Draft him? Again, if you want to use a late-round pick on Mayer for your bench, I don't hate it. 

39. Panthers select Jonathan Mingo, WR, Mississippi

Mingo has the size and athleticism we're looking for from a premium wide receiver, but not the production profile. There's probably an opportunity in Carolina, and you love the potential to grow alongside Bryce Young in the long term, but I have a hard time getting too excited about a guy who wasn't the most productive receiver on his own college team. 

Draft him? The opportunity and athletic profile make him a decent late-round flier, but I'll prefer other rookie WRs. 

42. Packers select Luke Musgrave, TE, Oregon State

The Packers value athleticism in their pass catchers, and Musgrave certainly brings that to the table, ranking 88th percentile in both 40-yard time and speed score, per He had 633 yards in four seasons, though in fairness, 27% of them came in just two games before his senior season ended with an MCL injury. He looked good at the Senior Bowl and the combine, and could be a late bloomer. 

Draft him? In re-draft leagues, Musgrave probably doesn't need to be drafted, but he's an interesting late-round target in Dynasty.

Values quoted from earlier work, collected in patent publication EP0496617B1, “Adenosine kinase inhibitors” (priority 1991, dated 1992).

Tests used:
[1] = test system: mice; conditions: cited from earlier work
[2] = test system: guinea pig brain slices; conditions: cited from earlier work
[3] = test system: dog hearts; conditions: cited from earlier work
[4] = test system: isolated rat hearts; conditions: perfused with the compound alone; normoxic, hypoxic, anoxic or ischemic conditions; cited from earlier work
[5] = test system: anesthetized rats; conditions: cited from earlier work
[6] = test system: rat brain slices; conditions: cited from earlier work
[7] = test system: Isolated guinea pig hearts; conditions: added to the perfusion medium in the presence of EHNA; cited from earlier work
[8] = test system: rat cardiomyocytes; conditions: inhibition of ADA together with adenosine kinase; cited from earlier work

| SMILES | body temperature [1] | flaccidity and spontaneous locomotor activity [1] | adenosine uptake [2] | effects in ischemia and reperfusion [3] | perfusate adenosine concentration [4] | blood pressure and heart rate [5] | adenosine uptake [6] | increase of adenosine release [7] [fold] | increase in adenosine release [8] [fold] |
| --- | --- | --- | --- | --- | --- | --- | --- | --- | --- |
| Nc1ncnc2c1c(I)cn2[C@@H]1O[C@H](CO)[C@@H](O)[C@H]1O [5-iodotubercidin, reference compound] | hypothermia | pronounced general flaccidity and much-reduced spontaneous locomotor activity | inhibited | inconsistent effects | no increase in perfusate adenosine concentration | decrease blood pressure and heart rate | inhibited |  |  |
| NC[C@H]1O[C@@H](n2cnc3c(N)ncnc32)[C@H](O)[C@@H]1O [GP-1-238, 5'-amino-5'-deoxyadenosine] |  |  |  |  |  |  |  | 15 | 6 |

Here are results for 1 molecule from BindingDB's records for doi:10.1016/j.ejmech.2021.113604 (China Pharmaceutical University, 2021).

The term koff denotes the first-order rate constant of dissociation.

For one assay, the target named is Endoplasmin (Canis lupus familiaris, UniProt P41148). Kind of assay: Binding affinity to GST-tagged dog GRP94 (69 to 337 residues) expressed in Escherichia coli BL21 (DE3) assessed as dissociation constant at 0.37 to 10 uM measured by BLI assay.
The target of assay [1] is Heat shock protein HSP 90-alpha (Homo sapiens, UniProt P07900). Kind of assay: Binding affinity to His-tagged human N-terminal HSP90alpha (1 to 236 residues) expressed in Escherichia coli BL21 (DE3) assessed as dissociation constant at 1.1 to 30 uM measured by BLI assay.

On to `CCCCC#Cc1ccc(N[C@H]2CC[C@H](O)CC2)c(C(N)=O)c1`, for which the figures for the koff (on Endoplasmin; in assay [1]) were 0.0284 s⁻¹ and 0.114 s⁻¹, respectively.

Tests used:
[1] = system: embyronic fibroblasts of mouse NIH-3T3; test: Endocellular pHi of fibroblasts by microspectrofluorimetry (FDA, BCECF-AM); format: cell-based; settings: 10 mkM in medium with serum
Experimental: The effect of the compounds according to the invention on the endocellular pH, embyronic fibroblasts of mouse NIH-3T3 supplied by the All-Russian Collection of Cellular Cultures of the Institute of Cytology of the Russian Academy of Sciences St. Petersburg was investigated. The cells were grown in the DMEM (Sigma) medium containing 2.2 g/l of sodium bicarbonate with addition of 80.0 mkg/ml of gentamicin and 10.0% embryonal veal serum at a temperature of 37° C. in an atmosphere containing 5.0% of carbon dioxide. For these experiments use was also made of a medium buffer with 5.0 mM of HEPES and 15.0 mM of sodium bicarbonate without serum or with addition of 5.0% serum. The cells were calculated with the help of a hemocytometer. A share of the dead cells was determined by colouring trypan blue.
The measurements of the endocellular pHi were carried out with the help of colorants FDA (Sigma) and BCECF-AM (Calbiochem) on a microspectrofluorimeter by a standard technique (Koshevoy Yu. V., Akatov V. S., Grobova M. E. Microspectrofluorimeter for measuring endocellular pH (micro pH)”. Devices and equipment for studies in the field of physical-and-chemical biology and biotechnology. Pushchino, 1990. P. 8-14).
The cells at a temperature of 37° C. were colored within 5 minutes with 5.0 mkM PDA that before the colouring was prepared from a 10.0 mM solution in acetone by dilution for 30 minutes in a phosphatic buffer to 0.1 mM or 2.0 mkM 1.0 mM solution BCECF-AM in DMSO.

50. Packers select Jayden Reed, WR, Michigan State

Reed took a step back in his senior season, which is always a bit of a red flag for me. But he may fit a niche for the Packers alongside (or between) the bigger Christian Watson/Romeo Doubs combo. There's a pretty clear path to Week 1 playing time here. 

Draft him? Probably not in most re-draft leagues, but we'll be watching the reports out of training camp to see what kind of role he can carve out. 

52. Seahawks select Zach Charbonnet, RB, UCLA

Charbonnet brings a solid combination of athleticism (4.53 40-yard time, 72nd percentile speed score) and three-down skill set (1,359 rushing yards, 37 catches in 10 games as a senior) to the table, but the obvious limitation here is the presence of Kenneth Walker. The key question to answer here is whether the selection of Charbonnet represents some frustration with Walker from the Seahawks' perspective. Unfortunately, the next time Pete Carroll says a negative word about a player on his roster will be the first, so we aren't likely to get many hints here. I wrote about the suddenly crowded Seahawks backfield and why this pick represents some real risk for Walker's RB1 status for 2023

Draft him? Charbonnet will likely get drafted inside of the top-100 picks in all leagues, and should be a priority zero-RB target in case he comes for Walker's job. 

55. Chiefs select Rashee Rice, WR, SMU